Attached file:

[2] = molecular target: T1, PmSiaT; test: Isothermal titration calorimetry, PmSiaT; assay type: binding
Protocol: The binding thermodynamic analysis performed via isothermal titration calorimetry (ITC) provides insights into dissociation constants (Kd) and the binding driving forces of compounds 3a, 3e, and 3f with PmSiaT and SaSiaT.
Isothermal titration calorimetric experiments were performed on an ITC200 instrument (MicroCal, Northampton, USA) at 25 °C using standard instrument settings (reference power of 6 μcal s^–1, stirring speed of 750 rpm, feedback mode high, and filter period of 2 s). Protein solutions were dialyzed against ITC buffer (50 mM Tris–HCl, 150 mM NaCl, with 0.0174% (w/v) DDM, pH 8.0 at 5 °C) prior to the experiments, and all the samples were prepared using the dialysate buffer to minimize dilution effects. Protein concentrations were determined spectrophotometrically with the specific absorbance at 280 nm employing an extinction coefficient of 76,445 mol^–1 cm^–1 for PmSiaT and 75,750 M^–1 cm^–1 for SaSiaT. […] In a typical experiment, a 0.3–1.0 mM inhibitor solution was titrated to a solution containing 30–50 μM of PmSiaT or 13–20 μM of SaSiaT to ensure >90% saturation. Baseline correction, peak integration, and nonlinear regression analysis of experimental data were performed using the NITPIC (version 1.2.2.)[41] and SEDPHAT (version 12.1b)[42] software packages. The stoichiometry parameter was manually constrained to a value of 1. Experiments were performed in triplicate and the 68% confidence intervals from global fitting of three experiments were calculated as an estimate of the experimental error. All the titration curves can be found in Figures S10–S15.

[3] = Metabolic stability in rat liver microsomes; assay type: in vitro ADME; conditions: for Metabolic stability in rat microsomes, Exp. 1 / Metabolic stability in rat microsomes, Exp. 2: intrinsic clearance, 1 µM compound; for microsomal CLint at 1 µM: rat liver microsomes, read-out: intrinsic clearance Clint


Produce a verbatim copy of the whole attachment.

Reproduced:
[2] = molecular target: T1, PmSiaT; test: Isothermal titration calorimetry, PmSiaT; assay type: binding
Protocol: The binding thermodynamic analysis performed via isothermal titration calorimetry (ITC) provides insights into dissociation constants (Kd) and the binding driving forces of compounds 3a, 3e, and 3f with PmSiaT and SaSiaT.
Isothermal titration calorimetric experiments were performed on an ITC200 instrument (MicroCal, Northampton, USA) at 25 °C using standard instrument settings (reference power of 6 μcal s^–1, stirring speed of 750 rpm, feedback mode high, and filter period of 2 s). Protein solutions were dialyzed against ITC buffer (50 mM Tris–HCl, 150 mM NaCl, with 0.0174% (w/v) DDM, pH 8.0 at 5 °C) prior to the experiments, and all the samples were prepared using the dialysate buffer to minimize dilution effects. Protein concentrations were determined spectrophotometrically with the specific absorbance at 280 nm employing an extinction coefficient of 76,445 mol^–1 cm^–1 for PmSiaT and 75,750 M^–1 cm^–1 for SaSiaT. […] In a typical experiment, a 0.3–1.0 mM inhibitor solution was titrated to a solution containing 30–50 μM of PmSiaT or 13–20 μM of SaSiaT to ensure >90% saturation. Baseline correction, peak integration, and nonlinear regression analysis of experimental data were performed using the NITPIC (version 1.2.2.)[41] and SEDPHAT (version 12.1b)[42] software packages. The stoichiometry parameter was manually constrained to a value of 1. Experiments were performed in triplicate and the 68% confidence intervals from global fitting of three experiments were calculated as an estimate of the experimental error. All the titration curves can be found in Figures S10–S15.

[3] = Metabolic stability in rat liver microsomes; assay type: in vitro ADME; conditions: for Metabolic stability in rat microsomes, Exp. 1 / Metabolic stability in rat microsomes, Exp. 2: intrinsic clearance, 1 µM compound; for microsomal CLint at 1 µM: rat liver microsomes, read-out: intrinsic clearance Clint